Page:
Fight it does, but loving I remain. It's one of those games you always start playing enthusiastically, and leave feeling broken and drained. You'll be cursing, you'll be tired, but even though you shut down the game in a bedraggled, dejected state, it'll only take a few minutes before you realize how much of a blast you were actually having, and after a break from the slog, you'll be chomping at the bit for more. Never has a game made me so tired and so excited at the same time. It is a strange, perverse ambivalence, to say the least.
While sharing many similarities with the likes of Tales, Pokémon, and Persona, White Witch reminds me most evocatively of Dragon Quest VIII: Journey of the Cursed King, a comparison I mean as one of the highest possible compliments. From its gorgeous cel-shading, involved alchemy system, delightfully awful love of puns ("Your Meowjesty!"), and time-sink capabilities, playing Ni no Kuni regularly feels like one of my favorite JRPGs has come back from the dead. Of course, it's hardly surprising when you know Level-5 worked on both games, but seeing so much of DQ VIII living on through this title is something very special indeed.
The aforementioned cel-shading alone is enough to draw accolades, and any review not dedicating at least a paragraph to its beauty would be performing a disservice. Featuring artwork from the beloved Studio Ghibli, Ni no Kuni is an absolute treasure for the eyes, with fluid animations, amazing creature designs, and some of the most gorgeous, colorful environments you could hope to see in a game. While many games have been praised for looking like an actual cartoon, few titles can hope to come as close as this. It really does feel like you're wandering around in a living, breathing cartoon, and even thirty hours into the adventure, I was still having my breath taken away by its visual splendor.
This is to say nothing of the music, brought to us by Joe Hisaishi and the Tokyo Philharmonic. Packed with memorable tunes (the world map theme is stuck in my head as I type this) and elegant arrangements, there is a reason why expectant fans have been talking up the soundtrack in the weeks leading to launch. As with so much of the game, its orchestral qualities and sense of fun really put me in mind of Dragon Quest VIII, and that will never be a bad thing.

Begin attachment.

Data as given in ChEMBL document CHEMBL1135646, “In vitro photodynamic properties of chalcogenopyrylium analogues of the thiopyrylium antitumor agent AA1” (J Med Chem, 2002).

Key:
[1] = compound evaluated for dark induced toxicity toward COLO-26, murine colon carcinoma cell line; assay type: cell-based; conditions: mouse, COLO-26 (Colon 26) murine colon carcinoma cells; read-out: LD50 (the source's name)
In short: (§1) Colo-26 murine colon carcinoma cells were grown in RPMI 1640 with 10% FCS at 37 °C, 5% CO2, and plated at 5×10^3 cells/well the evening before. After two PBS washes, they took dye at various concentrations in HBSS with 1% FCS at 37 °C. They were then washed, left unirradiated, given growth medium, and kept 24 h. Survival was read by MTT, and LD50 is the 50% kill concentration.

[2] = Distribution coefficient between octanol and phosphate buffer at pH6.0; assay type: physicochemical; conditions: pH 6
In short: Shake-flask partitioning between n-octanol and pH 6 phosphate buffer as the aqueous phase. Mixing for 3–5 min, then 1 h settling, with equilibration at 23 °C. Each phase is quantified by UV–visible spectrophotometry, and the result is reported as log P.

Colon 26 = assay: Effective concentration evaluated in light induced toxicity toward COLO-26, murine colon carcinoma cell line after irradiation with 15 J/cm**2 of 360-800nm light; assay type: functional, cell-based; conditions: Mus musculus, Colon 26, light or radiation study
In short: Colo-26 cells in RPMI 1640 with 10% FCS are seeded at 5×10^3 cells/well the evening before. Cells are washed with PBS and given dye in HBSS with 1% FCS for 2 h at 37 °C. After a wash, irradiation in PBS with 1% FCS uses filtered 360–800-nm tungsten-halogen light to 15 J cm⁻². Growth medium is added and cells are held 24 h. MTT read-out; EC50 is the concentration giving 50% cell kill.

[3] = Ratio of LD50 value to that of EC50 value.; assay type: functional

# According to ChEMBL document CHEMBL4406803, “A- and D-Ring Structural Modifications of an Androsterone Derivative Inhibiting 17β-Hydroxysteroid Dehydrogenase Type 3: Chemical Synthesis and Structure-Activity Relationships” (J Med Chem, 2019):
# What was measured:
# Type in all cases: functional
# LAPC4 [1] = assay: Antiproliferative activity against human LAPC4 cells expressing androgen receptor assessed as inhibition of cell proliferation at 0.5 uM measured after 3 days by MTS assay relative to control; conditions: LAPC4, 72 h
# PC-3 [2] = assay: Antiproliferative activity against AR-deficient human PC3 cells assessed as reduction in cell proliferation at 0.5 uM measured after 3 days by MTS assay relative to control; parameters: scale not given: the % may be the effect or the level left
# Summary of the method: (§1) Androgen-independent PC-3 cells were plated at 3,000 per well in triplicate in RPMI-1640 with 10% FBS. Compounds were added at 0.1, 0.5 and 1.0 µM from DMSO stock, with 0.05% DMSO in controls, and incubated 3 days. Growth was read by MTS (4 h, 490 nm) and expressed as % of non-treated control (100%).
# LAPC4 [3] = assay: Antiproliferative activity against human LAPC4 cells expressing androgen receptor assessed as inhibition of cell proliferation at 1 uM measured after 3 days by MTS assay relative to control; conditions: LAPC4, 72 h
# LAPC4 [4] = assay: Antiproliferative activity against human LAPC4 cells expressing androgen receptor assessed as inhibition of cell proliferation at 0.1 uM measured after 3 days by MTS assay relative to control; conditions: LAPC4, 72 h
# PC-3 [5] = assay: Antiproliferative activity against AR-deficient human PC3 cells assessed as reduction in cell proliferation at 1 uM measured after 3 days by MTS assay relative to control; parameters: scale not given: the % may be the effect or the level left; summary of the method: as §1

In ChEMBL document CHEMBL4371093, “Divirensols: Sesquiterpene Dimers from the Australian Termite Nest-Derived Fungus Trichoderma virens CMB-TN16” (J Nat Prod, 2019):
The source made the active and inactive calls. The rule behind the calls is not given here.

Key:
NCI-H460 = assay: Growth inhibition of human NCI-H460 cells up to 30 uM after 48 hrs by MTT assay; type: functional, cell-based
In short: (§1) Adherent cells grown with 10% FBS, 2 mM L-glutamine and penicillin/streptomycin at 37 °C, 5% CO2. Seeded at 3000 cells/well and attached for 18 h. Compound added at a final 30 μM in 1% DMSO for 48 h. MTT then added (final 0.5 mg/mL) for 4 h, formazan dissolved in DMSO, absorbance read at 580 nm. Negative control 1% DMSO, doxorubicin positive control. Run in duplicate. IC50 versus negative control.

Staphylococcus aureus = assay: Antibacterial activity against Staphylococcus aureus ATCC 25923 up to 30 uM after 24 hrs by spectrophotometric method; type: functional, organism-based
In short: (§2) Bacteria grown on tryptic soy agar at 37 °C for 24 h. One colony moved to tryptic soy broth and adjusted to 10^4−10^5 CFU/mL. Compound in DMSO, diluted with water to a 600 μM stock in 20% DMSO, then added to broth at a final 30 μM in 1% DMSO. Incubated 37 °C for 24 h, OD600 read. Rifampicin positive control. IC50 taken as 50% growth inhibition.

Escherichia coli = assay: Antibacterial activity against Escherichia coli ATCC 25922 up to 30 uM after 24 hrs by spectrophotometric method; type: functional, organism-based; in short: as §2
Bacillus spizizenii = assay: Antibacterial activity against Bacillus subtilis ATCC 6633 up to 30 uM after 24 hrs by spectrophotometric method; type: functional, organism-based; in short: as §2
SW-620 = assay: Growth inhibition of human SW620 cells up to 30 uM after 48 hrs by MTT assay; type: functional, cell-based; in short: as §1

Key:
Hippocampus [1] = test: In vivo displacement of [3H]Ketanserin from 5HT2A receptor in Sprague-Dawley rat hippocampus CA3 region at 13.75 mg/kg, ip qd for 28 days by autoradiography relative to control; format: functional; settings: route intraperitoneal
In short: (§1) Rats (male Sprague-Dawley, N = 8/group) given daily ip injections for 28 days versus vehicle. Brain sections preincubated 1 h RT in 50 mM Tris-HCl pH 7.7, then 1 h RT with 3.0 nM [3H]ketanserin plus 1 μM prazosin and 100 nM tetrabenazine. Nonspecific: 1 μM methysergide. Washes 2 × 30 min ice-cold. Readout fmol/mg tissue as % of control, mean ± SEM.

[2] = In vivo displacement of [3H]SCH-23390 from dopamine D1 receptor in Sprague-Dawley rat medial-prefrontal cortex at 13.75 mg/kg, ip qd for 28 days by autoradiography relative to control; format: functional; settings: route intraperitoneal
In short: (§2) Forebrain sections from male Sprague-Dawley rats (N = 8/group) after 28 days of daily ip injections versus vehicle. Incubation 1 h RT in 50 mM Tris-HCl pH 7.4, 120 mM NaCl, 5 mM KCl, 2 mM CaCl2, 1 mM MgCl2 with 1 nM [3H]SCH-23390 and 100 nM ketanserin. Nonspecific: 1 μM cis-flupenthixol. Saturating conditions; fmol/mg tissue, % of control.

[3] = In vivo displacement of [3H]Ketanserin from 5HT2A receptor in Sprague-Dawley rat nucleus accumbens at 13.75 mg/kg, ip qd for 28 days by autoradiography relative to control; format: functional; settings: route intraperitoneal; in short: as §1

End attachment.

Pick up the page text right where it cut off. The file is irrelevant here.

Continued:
Wrath of the White Witch is a love letter to the classic Japanese role-playing game. It draws its elements from the best and the brightest of the genre, mimicking everything from Pokémon to Grandia with a knowing wink and no small amount of affection. It takes all these inspirations and blends them in a way entirely unique to itself, giving fans of traditional RPGs -- a rarity in the modern world -- something they've been starved of for a very long time.
It has its problems, of course. The abrupt difficulty spikes can feel like an ambush, and the amount of time it absorbs borders on the imposing. Yet, as annoying as it can be, it can never be said that Ni no Kuni is badly put together. It's as structurally sound as a game can get, something made all the more impressive by how messy and sloppy the combat looks before you start to realize quite how clever it actually is. And even those negatives can be intense positives to the right person in the right mood.
If you're a lover of games that require you to put in before you get out, and you recall the glory days of the Eastern RPG, where experience points were the lifeblood and the grind was king, you have literally no decent excuse for not finding a way to play Ni no Kuni: Wrath of the White Witch. A classic of the modern age, built entirely from classics of the past, it's advised you get comfortable, cancel all your plans, and prepare to enjoy a game that will dominate your life for the next few months.